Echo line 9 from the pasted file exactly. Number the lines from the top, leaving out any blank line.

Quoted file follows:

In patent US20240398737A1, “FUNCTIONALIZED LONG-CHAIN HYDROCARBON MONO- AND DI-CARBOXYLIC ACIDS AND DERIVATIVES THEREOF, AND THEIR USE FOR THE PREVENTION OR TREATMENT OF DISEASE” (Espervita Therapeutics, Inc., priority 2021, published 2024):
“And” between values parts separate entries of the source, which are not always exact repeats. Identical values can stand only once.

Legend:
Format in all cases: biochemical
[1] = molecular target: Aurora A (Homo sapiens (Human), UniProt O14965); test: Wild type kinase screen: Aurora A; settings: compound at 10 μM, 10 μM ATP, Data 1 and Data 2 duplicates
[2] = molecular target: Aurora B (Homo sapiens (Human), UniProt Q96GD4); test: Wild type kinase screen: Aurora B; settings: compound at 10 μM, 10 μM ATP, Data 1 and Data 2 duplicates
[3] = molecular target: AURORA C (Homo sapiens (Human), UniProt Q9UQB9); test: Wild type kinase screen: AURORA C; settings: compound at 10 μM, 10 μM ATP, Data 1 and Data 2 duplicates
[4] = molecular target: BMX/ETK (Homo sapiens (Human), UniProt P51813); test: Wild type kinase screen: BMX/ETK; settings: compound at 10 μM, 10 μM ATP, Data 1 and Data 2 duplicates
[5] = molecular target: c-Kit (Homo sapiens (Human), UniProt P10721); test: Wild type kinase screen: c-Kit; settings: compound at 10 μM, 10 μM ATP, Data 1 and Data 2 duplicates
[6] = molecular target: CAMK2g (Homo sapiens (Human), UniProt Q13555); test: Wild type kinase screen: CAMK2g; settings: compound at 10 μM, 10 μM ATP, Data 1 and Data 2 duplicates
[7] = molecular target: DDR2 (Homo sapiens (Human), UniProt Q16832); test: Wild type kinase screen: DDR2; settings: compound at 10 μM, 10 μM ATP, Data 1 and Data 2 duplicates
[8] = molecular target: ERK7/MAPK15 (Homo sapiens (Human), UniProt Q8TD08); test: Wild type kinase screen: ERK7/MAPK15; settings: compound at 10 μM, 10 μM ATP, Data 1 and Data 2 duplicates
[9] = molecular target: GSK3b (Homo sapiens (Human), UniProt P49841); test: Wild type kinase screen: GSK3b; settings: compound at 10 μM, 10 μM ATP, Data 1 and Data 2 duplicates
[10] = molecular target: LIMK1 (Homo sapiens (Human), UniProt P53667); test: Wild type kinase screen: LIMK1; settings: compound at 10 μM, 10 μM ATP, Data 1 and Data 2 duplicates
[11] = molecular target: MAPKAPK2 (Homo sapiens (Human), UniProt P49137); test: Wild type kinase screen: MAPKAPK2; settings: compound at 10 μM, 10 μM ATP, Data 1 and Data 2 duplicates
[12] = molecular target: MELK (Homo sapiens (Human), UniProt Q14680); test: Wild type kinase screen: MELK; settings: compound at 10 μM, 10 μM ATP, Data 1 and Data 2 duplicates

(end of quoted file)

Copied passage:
[5] = molecular target: c-Kit (Homo sapiens (Human), UniProt P10721); test: Wild type kinase screen: c-Kit; settings: compound at 10 μM, 10 μM ATP, Data 1 and Data 2 duplicates